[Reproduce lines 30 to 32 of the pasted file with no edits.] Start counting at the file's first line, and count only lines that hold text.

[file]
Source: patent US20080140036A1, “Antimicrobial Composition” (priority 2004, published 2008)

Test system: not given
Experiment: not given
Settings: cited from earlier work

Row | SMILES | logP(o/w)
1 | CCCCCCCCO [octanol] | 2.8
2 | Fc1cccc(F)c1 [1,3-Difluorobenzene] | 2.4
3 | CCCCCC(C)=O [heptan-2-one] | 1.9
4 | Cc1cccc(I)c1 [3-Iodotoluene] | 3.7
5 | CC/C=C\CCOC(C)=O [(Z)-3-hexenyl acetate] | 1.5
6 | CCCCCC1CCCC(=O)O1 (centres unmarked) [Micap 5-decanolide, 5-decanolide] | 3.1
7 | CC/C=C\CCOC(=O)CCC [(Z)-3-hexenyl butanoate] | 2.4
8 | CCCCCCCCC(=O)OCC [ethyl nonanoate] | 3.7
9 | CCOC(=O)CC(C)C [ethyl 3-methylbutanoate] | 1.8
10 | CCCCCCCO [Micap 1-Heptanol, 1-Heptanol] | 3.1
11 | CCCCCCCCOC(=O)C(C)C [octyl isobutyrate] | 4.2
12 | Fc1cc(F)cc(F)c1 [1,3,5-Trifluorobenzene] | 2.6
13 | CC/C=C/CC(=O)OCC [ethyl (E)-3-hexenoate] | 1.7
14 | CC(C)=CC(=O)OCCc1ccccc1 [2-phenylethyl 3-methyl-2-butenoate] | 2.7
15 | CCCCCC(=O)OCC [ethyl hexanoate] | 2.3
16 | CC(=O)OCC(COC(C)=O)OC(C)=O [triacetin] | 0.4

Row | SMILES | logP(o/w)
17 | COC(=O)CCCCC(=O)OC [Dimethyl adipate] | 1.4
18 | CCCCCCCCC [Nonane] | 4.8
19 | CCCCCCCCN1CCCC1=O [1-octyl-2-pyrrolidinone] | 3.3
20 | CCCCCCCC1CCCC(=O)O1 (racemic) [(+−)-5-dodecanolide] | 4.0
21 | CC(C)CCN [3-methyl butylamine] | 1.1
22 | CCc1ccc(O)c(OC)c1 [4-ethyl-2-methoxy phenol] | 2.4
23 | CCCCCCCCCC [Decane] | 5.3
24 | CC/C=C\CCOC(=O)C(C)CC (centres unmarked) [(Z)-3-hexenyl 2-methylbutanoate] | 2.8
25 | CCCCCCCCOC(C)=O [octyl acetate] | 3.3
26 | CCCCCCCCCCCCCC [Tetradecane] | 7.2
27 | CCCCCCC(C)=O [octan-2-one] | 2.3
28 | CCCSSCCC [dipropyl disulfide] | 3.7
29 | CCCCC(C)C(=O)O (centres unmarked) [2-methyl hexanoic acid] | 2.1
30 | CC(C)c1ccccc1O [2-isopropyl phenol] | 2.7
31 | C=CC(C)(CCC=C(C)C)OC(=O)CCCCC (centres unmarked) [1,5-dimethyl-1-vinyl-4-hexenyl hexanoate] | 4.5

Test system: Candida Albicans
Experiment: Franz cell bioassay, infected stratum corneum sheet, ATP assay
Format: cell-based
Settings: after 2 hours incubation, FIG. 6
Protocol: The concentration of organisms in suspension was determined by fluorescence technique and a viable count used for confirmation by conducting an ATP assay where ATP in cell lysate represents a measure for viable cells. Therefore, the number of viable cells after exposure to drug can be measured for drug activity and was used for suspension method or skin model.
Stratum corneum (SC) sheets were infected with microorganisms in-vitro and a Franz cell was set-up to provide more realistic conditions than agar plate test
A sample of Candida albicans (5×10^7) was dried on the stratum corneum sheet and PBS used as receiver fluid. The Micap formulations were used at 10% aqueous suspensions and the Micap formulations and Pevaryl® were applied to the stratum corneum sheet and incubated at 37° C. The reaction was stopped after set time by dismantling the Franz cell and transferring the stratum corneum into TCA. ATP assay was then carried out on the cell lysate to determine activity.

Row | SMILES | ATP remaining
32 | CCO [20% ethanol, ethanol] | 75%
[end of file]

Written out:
24 | CC/C=C\CCOC(=O)C(C)CC (centres unmarked) [(Z)-3-hexenyl 2-methylbutanoate] | 2.8
25 | CCCCCCCCOC(C)=O [octyl acetate] | 3.3
26 | CCCCCCCCCCCCCC [Tetradecane] | 7.2